A small portion of the allotment -- 5,115 acres -- has been closed to grazing to protect spawning gravel used by cutthroat trout at North Piney Lake and creeks that drain into it. The lake contains a genetically pure population of Colorado River cutthroat trout. The state collects native trout from the lake to produce eggs for the Daniel fish hatchery, which raises the native trout. The hatchery fish are then used to restore Colorado River cutthroats to streams throughout the Green River basin. The grazing closure aims to safeguard the clean gravel along the lakeshore where the cutthroat lay their eggs.
Both the Colorado River and Snake River cutthroat trout, which occupy the two watersheds covered by the new forage reserve, have been petitioned for listing as threatened species. Although those petitions have been denied, Trout Unlimited's Williams says proactive efforts to keep sediment out of streams could help prevent a future listing.
In addition to the cutthroat conservation area, another chunk of the 54,000 acres ' about 40 percent ' is off limits to sheep grazing for now. The agreement calls for restoring those lands to 80 percent ground cover and a healthy mix of plants before reopening it to domestic sheep. The area encompasses the wildflower meadows above 9,700 feet.
This summer, biologists set up study plots in order to monitor the land in the absence of grazing. Game and Fish has hired Winward to help establish and oversee the monitoring. Winward has been studying tall forb communities for decades. While these meadows can typically withstand light, once-over grazing, he says, that's not always the case.
'If it gets taken down too far ' it can't recover,' he said. That's when the land needs a rest from grazing, he says.
The wildflowers' ability to anchor moisture in the mountains has long been known, he says. Overgrazing at the turn of the 20th century caused flooding that washed out towns and roads, he says. Yet, it's taken decades to get a handle on how to manage these fragile systems.
'Nobody really took time to realize all the values they served and to really know what they looked like,' Winward said. 'Most of them were disturbed at various degrees of severity from 1885 to 1915.'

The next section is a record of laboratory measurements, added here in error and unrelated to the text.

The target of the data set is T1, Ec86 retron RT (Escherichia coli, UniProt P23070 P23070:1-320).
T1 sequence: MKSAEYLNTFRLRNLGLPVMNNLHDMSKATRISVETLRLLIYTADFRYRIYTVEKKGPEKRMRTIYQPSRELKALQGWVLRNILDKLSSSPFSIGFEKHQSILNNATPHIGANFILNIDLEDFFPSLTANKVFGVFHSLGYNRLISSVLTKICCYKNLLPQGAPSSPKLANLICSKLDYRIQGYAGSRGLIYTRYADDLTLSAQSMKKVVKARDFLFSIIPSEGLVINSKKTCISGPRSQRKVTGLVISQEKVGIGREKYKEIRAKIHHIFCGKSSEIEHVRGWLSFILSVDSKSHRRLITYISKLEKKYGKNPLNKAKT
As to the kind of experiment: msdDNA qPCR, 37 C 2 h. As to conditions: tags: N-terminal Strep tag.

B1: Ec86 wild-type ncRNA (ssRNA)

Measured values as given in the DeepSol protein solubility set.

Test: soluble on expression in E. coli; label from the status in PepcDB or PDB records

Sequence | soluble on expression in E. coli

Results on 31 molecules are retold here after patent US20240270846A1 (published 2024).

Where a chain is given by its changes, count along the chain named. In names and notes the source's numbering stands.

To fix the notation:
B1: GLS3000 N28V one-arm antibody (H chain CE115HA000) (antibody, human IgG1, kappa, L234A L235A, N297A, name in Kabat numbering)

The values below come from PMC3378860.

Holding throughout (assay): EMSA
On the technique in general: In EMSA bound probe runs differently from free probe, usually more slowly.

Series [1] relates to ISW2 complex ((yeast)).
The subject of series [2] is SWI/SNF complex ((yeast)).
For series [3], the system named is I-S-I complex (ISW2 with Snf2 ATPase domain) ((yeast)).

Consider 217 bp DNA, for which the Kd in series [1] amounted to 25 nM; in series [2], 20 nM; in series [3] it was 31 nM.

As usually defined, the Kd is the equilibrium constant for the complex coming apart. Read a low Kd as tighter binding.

In addition to benefiting cutthroat, the meadows provide other services for wildlife. For example, research indicates that mule deer feeding on healthy wildflowers put on more fat, have higher pregnancy rates, give birth to bigger fawns and produce more milk for their young, Kilpatrick says. The Triple Peak Forage Reserve encompasses birthing areas for mule deer.
Kilpatrick says mule deer summering in the Wyoming Range are facing habitat challenges on their winter range, with drilling under way on the Pinedale Anticline.
'If we can beef up these animals before they hit winter range, they'll have a better survival rate,' he says.
These high-elevation monitoring plots have a long way to go, but once they demonstrate 80 percent ground cover, with a healthy mix of flowers, domestic sheep can return to this high country. Like the rest of the allotment, the land will provide alternative pasture for ranchers who need to give their own forest allotment a rest ' for reasons such as recovery from wildfire or habitat restoration.
'It gives us flexibility to do (habitat) treatments in surrounding allotments,' Kilpatrick says. It's 'another tool,' he says, for ranchers and land managers to use as they try to balance the needs of wildlife and livestock.